Medical Illustrator: Education and Career Facts
Medical illustration programs are rare; the handful of accredited degree programs that do exist are offered at the master's degree level. Read on for information about the job description, medical illustration program application requirements and career prospects. Schools offering Health Informatics degrees can also be found in these popular choices.
What You Need to Know
Medical illustrators create visual depictions of medical information, combining artistic skills and scientific knowledge. Academic programs are competitive for this very specific career, so a strong background in both art and science will be important for acceptance into a program.
|Programs||Master's degree in medical illustration|
|Schools||There are three accredited schools in the U.S. and one in Canada that offer this program|
|Career||Medical illustrators may work for medical and dental schools, medical publishers, pharmaceutical companies or advertising agencies, either as a salaried staff member or on a short term contract basis as a freelancer|
What Does a Medical Illustrator Do?
Medical illustrators execute visual representations of medical data, such as sketches of muscles and bones from the human body or illustrations that accompany explanations of surgical procedures. As a medical illustrator, you may produce pen and ink drawings or multimedia animations. Your work may appear in medical school teaching materials, videotapes, computer programs or wall charts. You might also work in medical research or as part of a team developing industrial programs. To become a medical illustrator you typically need a master's degree in medical illustration.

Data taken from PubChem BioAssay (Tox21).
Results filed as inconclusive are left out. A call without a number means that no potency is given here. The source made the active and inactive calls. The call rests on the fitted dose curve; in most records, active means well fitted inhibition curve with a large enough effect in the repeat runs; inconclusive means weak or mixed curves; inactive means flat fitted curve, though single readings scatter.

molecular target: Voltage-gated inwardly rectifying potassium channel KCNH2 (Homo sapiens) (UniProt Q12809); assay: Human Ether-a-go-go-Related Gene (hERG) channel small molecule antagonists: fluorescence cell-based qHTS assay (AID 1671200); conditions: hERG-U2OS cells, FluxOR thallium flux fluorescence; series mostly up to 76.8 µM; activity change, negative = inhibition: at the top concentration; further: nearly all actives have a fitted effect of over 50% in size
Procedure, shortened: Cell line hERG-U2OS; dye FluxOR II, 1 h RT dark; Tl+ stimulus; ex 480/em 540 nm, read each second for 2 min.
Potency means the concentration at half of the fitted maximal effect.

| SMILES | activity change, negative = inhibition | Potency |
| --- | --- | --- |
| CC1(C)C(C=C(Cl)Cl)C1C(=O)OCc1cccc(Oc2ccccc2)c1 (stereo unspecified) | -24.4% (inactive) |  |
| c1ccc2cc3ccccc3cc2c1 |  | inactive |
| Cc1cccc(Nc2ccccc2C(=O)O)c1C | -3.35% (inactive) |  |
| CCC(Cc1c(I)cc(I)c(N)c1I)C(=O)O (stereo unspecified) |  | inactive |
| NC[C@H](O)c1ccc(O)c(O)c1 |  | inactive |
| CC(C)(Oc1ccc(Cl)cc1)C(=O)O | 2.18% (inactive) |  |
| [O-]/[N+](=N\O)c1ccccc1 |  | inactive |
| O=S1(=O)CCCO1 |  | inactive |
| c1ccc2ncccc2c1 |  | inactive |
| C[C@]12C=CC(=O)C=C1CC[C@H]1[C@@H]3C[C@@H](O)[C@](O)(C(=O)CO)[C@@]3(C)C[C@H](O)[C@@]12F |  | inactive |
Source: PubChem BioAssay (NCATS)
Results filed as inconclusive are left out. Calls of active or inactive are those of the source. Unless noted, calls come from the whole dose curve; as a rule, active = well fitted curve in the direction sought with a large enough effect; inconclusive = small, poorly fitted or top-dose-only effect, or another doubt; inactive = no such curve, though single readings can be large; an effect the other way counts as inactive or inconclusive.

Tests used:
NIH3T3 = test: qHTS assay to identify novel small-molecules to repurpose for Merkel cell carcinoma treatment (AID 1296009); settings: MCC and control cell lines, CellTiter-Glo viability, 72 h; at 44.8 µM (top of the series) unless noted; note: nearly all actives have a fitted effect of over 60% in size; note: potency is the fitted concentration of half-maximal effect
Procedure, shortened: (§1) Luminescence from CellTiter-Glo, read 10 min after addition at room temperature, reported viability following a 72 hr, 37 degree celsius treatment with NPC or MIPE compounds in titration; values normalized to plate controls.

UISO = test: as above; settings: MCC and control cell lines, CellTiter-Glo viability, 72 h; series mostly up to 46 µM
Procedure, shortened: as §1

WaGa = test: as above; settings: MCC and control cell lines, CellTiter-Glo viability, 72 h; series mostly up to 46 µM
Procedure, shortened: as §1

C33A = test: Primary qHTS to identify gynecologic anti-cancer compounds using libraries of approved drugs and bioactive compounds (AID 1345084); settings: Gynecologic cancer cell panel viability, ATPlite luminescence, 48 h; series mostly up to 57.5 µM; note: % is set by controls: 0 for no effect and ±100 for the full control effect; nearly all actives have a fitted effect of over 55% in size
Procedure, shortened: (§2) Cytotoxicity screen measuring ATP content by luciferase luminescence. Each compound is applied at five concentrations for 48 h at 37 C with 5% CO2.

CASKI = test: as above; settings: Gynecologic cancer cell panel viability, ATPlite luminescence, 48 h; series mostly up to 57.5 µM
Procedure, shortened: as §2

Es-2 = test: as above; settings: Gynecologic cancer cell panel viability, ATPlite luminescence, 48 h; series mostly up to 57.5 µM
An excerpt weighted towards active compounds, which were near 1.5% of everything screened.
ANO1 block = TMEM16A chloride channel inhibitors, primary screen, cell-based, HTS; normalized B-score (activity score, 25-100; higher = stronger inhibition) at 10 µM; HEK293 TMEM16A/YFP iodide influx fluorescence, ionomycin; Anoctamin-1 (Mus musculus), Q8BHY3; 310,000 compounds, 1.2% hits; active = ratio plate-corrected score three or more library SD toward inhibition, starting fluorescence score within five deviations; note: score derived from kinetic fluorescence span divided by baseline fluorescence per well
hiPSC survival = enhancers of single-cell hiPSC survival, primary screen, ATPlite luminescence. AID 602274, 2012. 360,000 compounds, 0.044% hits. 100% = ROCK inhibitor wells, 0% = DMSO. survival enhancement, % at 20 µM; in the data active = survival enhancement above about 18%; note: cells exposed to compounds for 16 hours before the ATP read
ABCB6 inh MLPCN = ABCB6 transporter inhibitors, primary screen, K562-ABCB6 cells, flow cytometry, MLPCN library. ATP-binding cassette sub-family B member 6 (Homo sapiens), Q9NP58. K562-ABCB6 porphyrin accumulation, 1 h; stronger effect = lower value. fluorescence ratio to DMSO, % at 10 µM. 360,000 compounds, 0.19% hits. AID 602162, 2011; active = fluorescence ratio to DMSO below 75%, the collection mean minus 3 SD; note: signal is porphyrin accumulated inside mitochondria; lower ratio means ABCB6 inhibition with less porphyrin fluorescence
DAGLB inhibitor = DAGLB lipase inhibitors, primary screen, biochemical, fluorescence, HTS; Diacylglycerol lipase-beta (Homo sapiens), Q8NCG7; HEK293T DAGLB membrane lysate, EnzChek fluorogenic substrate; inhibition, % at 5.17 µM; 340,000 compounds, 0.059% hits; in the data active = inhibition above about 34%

How Can I Qualify for a Program?
To qualify for admission to a graduate program offering training in medical illustration, you often need to demonstrate both academic aptitude and artistic talent. Some applicants major in biology or another science, while others pursue art degrees. Although courses in both art and science are strongly recommended, no particular major is required. An essential element of your application is your portfolio. You may be asked to submit a variety of illustrations representing a range of subjects, including figure drawings of the human body.
Where Can I Study?
As of 2015, there were three programs in the U.S. and one in Canada that offer training for medical illustrators and are accredited by the Commission on Accreditation of Allied Health Education Programs (CAAHEP), the accrediting body for medical illustrator programs. Programs at each of these schools are highly selective, with entering class cohorts as small as five students. Each master's degree program is designed for full-time study; most are two years long. Your coursework focuses on both art and science, including human gross anatomy. In addition to your coursework, you may be required to produce an independent project or write a thesis as a requirement for graduation.
What Are My Career Prospects?
Medical illustrators work in a variety of environments, including medical and dental schools, medical publishers, pharmaceutical companies and advertising agencies. In 2006, starting salaries for medical illustrators working in an institutional or medical setting ranged from about $44,000-$55,000 annually, with salaries for experienced medical illustrators ranging from $54,000-$74,000 annually, according to CAAHEP (www.caahep.org).
You may also work as a freelance medical illustrator, either full time or as a supplement to a salaried job. As an experienced medical illustrator, you may wish to obtain optional board certified status through the Board of Certification of Medical Illustrators, which requires passing a written examination and earning a positive evaluation of your professional portfolio.
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